Finishing: ornaments

I’m going to break the ornaments up into types, so we will start with the round ornaments using illustration board.  There are 2 methods to finishing these ornaments: sewing and using glue. I will show you both, it is up to you to make your own decision to which to use. My ornaments are not going to the Smithsonian; my grandchildren hand them on real trees (pine oil) and there is the time it takes to do all by hand (hand sewing takes about twice as long).

RULE ONE: Have all materials at hand, there is nothing more frustrating than having to stop and go looking for something else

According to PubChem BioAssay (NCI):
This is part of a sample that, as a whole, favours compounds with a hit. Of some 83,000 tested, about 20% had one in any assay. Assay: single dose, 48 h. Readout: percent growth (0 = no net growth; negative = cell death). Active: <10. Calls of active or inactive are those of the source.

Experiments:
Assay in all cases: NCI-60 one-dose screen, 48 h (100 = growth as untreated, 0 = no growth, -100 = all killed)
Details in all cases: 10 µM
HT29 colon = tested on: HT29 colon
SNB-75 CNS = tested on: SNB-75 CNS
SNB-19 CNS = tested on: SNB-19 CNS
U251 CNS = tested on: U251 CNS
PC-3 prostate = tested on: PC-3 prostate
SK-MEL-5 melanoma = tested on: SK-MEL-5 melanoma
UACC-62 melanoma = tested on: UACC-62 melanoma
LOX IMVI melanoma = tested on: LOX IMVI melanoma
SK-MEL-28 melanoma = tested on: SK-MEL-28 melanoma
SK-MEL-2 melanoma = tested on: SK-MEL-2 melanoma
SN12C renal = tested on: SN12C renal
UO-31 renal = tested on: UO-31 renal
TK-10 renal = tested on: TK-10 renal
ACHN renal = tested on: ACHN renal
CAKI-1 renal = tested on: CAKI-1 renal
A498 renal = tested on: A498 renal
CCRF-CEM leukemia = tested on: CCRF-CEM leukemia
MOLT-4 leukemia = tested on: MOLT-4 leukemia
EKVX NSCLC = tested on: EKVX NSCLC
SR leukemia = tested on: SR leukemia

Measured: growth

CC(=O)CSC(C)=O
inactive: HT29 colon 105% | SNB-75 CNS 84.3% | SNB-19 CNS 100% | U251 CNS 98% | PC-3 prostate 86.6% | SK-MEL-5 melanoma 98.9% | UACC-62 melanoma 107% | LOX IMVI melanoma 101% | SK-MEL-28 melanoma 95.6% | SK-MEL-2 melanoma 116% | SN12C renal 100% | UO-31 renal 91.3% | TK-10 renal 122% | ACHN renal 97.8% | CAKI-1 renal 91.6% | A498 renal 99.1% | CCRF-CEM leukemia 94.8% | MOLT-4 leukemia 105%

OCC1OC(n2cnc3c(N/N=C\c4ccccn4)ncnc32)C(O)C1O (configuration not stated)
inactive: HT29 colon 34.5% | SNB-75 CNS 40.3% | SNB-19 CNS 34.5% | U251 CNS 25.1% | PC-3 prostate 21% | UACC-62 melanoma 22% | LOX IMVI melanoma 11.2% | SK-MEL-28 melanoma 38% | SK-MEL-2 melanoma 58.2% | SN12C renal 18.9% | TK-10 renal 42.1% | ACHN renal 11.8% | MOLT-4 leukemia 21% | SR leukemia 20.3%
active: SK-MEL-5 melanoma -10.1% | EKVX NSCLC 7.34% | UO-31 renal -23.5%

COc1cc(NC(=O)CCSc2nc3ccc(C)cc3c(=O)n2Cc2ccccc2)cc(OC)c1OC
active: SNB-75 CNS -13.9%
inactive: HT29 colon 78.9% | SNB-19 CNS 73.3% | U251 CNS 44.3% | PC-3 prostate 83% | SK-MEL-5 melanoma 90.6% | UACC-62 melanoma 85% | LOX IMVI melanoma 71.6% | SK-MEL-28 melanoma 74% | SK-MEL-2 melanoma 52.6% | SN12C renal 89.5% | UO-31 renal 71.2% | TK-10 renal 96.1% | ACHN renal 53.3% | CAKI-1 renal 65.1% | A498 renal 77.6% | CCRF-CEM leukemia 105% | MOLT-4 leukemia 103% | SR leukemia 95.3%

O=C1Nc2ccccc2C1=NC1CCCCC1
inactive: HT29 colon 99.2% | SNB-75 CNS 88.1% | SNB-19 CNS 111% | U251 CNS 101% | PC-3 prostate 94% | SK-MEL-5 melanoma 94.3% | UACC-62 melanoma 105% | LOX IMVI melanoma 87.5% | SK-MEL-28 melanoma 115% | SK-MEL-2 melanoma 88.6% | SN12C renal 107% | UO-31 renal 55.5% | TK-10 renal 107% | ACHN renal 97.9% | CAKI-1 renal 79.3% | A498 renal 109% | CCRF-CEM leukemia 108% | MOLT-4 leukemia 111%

Before we begin there are a few hints to make finishing easier…

There are clips on the market for holding canvas and fabrics in place. They come in two and maybe three sizes (I just have two); they are usually found in quilt departments of fabric stores or quilt shops. I prefer the green ones to the mini ones and really I usually grab my old fashion clothes pins 1st.

Hooks: for Christmas ornaments: these are found at craft stores and come in gold and silver. I like the decorative ones for finishing needlepoint because I have never been happy with cording loops. My cording loops either are too long or too short, but with these, you can use a second one of the same hook or the more tradition ornament hook to hang them.  And should you decide to hang them on the wall, this hanger makes a nicer presentation.